The blog of the John S. and James L. Knight Foundation
The Penn State School of Visual Arts (SoVA) is in the midst of a massive MFA exhibition at the Crane Arts Building in North Philly. The show in the Icebox is entitled “Novis Oculi” or 'new eyes.' This name is curator Kimberly Camp's take on the insight that students and recent graduates bring the art world through their experimentation and departures from what is already known and established.
By all accounts, the spread and quantity of work is quite massive, with 27 artists displaying their creations throughout the two gigantic rooms at the end of Crane Arts. From installations to prints, paintings, videos and conceptual artistic fare, the Penn State MFA show runs the gamut of artistic possibilities and requires a bit of time to absorb all of the content.
Dana Lynn Harper's piece “BLOOM BLOOM” demands attention when entering the largest room. Half gigantic flower formation, half action movie explosion, the orange-red hues of the flagging tape tied to the chicken wire structure dangle down toward the floor like the trails of fireworks in mid-detonation. The only difference is that unlike a flower that will wilt or the mere seconds available to witness a burst of flame, this behemoth will hang in the air indefinitely.
One of the more intensive projects is certainly the meticulously assembled “Pan de vida” by Christina Erives. In this tabletop piece, Erives constructs an entire banquet of mostly bread (and a variety of other objects like a pile of buttons, playing cards, or packs of cigarettes) from clay. While the detail of each individual part is fairly astounding, the table itself is actually composed of clay sheets affixed to an armature and etched with realistic looking wood grain patterns. This completely clay table and its settings must have taken an absurd amount of work, but the final result is a testament to its creator's patience and vision.
A painting by Kevin Mercer revisits the popular old trope of the sheep and the wolf, with an illustrative, contemporary twist. The wolf is not in sheep's clothing (instead its body is very human), but sits, vexed, looking at a sugar cube and surrounded by half drunk coffee mugs. The sheep floats, half visible as if some ghostly apparition. On the sheep's extended arm, it examines its watch as if waiting for the poison in the wolf's coffee to kick in. While the wolf looks disgusted and shocked, the sheep seems pleased and content in whatever its devious plan may be.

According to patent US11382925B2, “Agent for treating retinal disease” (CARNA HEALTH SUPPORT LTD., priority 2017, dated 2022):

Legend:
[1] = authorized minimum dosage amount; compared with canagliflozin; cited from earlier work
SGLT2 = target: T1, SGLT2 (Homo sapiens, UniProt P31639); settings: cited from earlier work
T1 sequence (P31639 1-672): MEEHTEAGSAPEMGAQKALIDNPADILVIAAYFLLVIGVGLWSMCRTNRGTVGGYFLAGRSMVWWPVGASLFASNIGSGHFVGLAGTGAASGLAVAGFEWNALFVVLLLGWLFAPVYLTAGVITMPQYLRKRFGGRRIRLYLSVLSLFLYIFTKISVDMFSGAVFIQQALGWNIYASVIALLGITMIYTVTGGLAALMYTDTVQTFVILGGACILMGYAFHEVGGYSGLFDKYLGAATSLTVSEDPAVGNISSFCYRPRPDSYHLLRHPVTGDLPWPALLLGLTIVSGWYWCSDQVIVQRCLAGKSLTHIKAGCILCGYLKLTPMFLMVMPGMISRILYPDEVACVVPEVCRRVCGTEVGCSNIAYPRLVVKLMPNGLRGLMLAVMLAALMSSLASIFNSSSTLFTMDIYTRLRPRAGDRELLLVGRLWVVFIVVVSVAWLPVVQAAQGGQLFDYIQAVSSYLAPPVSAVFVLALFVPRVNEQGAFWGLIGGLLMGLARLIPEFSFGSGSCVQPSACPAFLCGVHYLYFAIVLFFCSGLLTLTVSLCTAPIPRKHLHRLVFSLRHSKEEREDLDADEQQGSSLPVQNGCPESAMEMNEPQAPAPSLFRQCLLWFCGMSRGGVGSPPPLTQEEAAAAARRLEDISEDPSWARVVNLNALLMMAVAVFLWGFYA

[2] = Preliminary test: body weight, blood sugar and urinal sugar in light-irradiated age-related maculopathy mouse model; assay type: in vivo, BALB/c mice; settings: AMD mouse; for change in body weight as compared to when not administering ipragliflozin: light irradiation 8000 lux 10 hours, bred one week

Gabriel Ibias provides a video installation that is both interactive and quite enigmatic. Perhaps the video entitled “L.O.D.” insinuates the futility of looking to the greener grass on the other side or desiring that which we cannot have, but as soon as the viewer moves down the corridor toward the image, the pieces of furniture in the otherwise basic looking room disappear and are replaced by flat, white fixtures. It is both unnerving and entrancing, and it is easy to change the live feed by walking closer to and further away from the projection. This allows for an entertaining waltz that, without explanation, must look quite ridiculous from an outside perspective.
Clearly there is much more to see, hear, and participate in at the Penn State SoVA exhibit “Novis Oculi.” From the nefarious Blood and Crip salt and pepper shakers by Roberto Lugo to the do-it-yourself censorship in Kiana Honarmand's otherwise ordinary bookshelves and the mixed messages of Michele Randall's soldier-shaped tokens, this exhibit is worth much more than a walk through. Be sure to visit when you have some time to kill before the show ends on July 20. There will also be a reception at the Icebox on July 11 from 6 to 9 p.m.
The Crane Arts Building is located at 1400 North American St., Philadelphia; email@example.com; cranearts.com.